Technology was most commonly discussed by teachers as a tool used to “do STEM” (i.e., tools used by students to complete tasks) or to teach STEM (i.e., tools for pedagogy). Some teachers considered technology as tools and equipment to facilitate engagement in STEM practices such as data collection, representation, and analysis, affording students the ability to engage in STEM learning by engaging in (or “doing”) STEM practices. Stacy mentioned probeware (e.g., Vernier equipment) as an example of technology used in monitoring water in one of her STEM activities, noting “technology—I see as the tools, the things that we use, um, hopefully to make our lives a little bit easier”. Teachers also described technology as tools for pedagogy, often as a means of communication among students. For instance, Allina saw technology as tools that “make it easier to share data. It [technology] makes it easier to analyze data. It [technology] makes it easier to collaborate”. Further, Liliana emoted the complexity of technology, “a technology is not only for the presentation of the research. They [students] can also use it to create things, they can actually try to find ways to solve problems and create things with technology tools that they have available”. The duality of engaging students either through their direct use of technology or through the teacher’s pedagogical choices was seen as positive in nature as it facilitated students’ accomplishment of tasks, which could not be done without the technology.

Digital Tools

In describing technology, more than half (11 out of 19) of the teachers described technology only in digital forms. In particular, Clara talked about her use of iPads to present course material, but also as a tool for students to develop and present their engineering designs. Likewise, Jocelyn mentioned digital spreadsheets as an example of technology that students used to organize and analyze data. While acknowledging the benefits of technology, teachers such as Jocelyn, Clara, Pablo, and Mike pointed out negative effects, with Mike stating, “I think there’s a big danger in that it could be a distraction. You’ve got technology for technology’s sake, it’s not really helping anybody, but it sure looks cool”. This focus on digital technology was sometimes viewed as a negative factor when it came to student learning. For example, Clara mentioned students being overly reliant on online tools to search for answers to problems, preventing students from exploring the questions and solving problems by themselves. She mentioned that “this quick access of getting answers [via technology] has caused them to be a little lazy”. Some tension about the use of digital technology appears to exist within teachers’ conceptions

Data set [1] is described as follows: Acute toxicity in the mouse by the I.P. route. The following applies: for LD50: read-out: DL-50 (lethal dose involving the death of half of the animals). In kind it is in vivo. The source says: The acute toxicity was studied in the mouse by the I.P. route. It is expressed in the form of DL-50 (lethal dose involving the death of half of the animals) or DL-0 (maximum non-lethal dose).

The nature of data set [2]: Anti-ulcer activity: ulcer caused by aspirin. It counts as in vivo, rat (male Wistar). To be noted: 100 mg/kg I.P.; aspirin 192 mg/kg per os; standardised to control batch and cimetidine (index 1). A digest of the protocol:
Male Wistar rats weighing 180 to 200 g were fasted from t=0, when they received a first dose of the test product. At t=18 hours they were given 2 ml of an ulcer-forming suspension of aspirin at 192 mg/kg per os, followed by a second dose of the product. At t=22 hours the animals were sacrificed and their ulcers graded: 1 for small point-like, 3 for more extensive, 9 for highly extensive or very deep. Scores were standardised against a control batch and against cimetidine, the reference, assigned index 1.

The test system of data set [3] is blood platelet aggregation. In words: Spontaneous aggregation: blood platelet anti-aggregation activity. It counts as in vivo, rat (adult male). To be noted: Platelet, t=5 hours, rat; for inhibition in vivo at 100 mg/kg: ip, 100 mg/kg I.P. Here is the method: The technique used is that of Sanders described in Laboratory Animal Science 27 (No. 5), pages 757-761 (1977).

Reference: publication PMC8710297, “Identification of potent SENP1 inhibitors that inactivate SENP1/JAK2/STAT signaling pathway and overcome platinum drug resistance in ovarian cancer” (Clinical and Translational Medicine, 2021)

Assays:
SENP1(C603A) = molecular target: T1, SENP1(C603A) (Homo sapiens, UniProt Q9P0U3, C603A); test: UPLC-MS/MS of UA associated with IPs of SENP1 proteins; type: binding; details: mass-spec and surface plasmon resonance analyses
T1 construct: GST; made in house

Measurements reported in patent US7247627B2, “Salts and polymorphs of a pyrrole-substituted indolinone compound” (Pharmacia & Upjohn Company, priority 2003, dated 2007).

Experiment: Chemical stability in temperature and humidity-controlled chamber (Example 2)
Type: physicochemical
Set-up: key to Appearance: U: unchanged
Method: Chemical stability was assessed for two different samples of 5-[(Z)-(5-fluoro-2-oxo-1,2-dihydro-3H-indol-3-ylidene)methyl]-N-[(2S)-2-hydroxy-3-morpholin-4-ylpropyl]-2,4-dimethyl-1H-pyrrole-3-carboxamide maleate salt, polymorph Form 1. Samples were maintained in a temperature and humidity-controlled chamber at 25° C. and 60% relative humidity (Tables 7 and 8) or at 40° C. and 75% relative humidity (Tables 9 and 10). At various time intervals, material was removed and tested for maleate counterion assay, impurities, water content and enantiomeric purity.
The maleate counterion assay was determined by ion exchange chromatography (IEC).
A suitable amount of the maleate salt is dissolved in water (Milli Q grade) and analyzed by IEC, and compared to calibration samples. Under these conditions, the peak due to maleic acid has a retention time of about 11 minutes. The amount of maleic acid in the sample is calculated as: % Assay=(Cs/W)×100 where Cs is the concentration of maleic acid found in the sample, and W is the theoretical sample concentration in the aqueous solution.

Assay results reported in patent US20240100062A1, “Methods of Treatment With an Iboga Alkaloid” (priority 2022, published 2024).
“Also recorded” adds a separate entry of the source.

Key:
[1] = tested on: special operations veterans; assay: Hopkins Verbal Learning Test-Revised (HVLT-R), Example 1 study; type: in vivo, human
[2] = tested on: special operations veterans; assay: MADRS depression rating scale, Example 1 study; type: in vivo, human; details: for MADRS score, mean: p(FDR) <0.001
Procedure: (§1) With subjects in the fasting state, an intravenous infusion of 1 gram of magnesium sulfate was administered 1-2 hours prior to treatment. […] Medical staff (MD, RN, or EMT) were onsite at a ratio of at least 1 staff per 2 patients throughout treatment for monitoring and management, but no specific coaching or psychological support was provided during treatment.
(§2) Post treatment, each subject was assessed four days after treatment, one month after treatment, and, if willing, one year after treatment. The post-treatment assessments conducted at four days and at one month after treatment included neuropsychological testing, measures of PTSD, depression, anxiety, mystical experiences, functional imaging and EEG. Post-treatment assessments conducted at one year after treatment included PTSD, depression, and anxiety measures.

A Product of Engineering

Five teachers explicitly described technology as the product of engineering, noting the connection between what is done within the engineering field and the tools that students use in class. Stacy noted, “That line between technology and engineering is very fuzzy because you’re engineering a new technology”. She expanded this by noting, “You know, scientists need a new technology to be able to find a new way to measure something or they need to invent something so that they can measure it”. This can be thought of as a cyclical understanding of technology such that there are multiple access points for technology usage in the classroom.

Relationship of Technology to Other STEM Disciplines

Even though most teachers described technology as tools to engage in STEM learning, this could not be fully separated from the idea that technology is something akin to the binding agent between the other disciplines. This is made clear by Mike who shared, “so the technology piece is a little bit of the glue that brings a lot of those...have the science, the engineering, and the math together”. Rose also considered technology as the “key” to STEM toward creating “more effective solutions” to engineering problems. Stacy’s comments above about technology being a product of engineering demonstrates her belief that technology is an inherent part of science and engineering; further, this relationship is bidirectional. Although mathematics was not called out directly, teachers noted the importance of technology in performing tasks such as organizing and analyzing data.

3.2.3. The Role of Engineering in STEM Education

Teachers’ views of engineering within STEM education spanned two broad themes, which were not mutually exclusive from one another: (1) design-focused and (2) solving problems.